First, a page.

“Hello,” said Skye when the oldest of the three men answered. “We represent the Committee Against Valkyrie Prejudice. Our goals are to increase public awareness and put a stop to valkyrie stereotypes, such as the misconception that valkyries hate boys. Would you be interested in partaking in a study we’re conducting next door?”
The young man smiled timidly with a mouth full of perfect teeth. His open tunic displayed his smooth, marble-like pectoral muscles, and his skin was golden-brown.
“What would I have to do?” he asked.
Skye said as casually as possible, “Only come next door and fuck us.”
The homeowner suddenly appeared, a husky, round-faced brunette in her thirties, who angrily pushed the man aside before he could reply and slammed the door in the valkyries’ faces.
“We’ll pay for it!” Skye shouted hopefully through the door.
“Tolja it wouldn’t work,” said Echo as she headed back to Juno’s house.
Juno promptly ordered them not to bug her neighbors and to keep the party within Radcliffe boundaries. After another round of karaoke, two more awkward conversations, and another Devon rant, the phone rang. Juno walked into the kitchen — barely in a straight line — and reached for her wall-phone while her girls continued fooling around in the living room.
“Warden, where ya goin’?” said Devon.
“Getting the goddamned phone!” she said, taking the receiver from the cradle, then pausing to shout at two new recruits who were beginning to make out in the back of the kitchen. “Not in my house, for god’s sake! You got a car! Go do it there!”
The two shieldmaidens nervously apologized and wasted no time scrambling out of the house. Shaking her head, Juno held the receiver to her ear and said, “Hello.”
Her irritation quickly melted into dread when she heard a familiar voice say, “Heyyy, Juno! Long time no talk.”
Juno said quietly, “Freya…?”
“I’m outside,” said Freya Skuld. “Come say hi.” Then she hung up.
Juno returned the phone to its cradle and peeked through the kitchen blinds. An armored limo sat in front of her driveway, the engine running, the emblem of the Valkyrie Guard painted on the doors.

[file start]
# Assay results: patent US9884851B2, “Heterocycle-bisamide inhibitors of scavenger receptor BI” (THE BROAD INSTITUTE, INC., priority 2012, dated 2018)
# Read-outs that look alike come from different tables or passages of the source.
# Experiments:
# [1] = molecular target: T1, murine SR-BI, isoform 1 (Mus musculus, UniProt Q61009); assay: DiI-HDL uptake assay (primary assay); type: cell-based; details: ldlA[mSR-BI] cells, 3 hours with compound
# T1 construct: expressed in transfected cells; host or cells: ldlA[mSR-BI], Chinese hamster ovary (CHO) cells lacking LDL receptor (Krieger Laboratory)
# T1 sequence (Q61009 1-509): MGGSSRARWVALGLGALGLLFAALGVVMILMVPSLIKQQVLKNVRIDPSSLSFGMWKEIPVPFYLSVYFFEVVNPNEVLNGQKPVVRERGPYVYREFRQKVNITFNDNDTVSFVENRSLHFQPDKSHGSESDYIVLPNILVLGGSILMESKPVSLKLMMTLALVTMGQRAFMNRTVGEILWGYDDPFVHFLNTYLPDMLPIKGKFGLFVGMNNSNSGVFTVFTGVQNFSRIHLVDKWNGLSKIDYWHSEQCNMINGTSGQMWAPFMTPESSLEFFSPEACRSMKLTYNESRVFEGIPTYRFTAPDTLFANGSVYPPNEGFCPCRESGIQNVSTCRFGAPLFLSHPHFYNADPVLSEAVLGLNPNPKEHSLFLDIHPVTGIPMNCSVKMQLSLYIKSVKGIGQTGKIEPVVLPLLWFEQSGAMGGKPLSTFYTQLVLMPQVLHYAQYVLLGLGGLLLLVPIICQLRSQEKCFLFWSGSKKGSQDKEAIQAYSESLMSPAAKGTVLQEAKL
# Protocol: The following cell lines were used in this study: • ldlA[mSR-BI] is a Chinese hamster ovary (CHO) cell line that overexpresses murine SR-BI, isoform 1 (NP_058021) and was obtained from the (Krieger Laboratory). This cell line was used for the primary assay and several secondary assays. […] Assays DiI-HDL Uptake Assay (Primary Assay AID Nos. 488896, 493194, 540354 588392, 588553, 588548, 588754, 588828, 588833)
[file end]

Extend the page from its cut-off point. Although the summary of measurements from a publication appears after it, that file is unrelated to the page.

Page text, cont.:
Juno hesitated. She walked out of the kitchen to the closet by her front door and put on a plain brown longcoat and white woolly scarf. She looked up and found Devon and Echo watching her.
“Now where ya goin’?” said Devon.
“Be right back,” said Juno. “Keep everyone inside,” she added ominously as she went out.
Devon and Echo stared at the door for a moment. Devon’s almond-eyed face was at its cutest when it was glum, like it was now. Her band-aid was coming loose.
“Wassup with the Boss?” said Echo, smoothing the band-aid on her superior’s cheek.
Devon brushed her hand away. “Prolly anxiety. Party was supposed to help her open up.”
Echo laughed and took another swig of her hard cider. “We’d need an acetylene torch for that miracle.”
Juno folded her arms and hugged her coat tighter to her body as she marched toward the waiting limo. Few things put her on edge more than being in a battlezone, and dealing with Skuld was at the top of the list.
Butch Siri stood by the back door on the driver’s side, waiting for her. Another valkyrie climbed out of the driver’s seat to greet her: the driver had wild brown hair that was buzzed along the sides, and a smarmy look on her face.
As Juno approached the back door, Siri roughly stopped her, spun her around, and began to frisk her. She wasn’t gentle.
“Oh what the fuck is this?” groaned Juno.
“Just relax and enjoy it,” said the driver.
When Siri finished, she backed away and opened the door. Juno straightened her coat as she climbed in. “Where’d she find you, the zoo?” she said.
Juno had never been in a limousine before, but she had seen them on television, and the backseat was exactly what she had expected: two wide seats facing each other, a mini-bar sitting between them, along the wall opposite the door.
Sitting in the right-most seat was Skuld in her purple Freya overcoat, enjoying a stout glass of blood-red liquor — no ice — and smiling at Juno the way a person would smile at a dog that’s done something cute or amusing. Her ornate eye tattoo always made her mean smiles even meaner.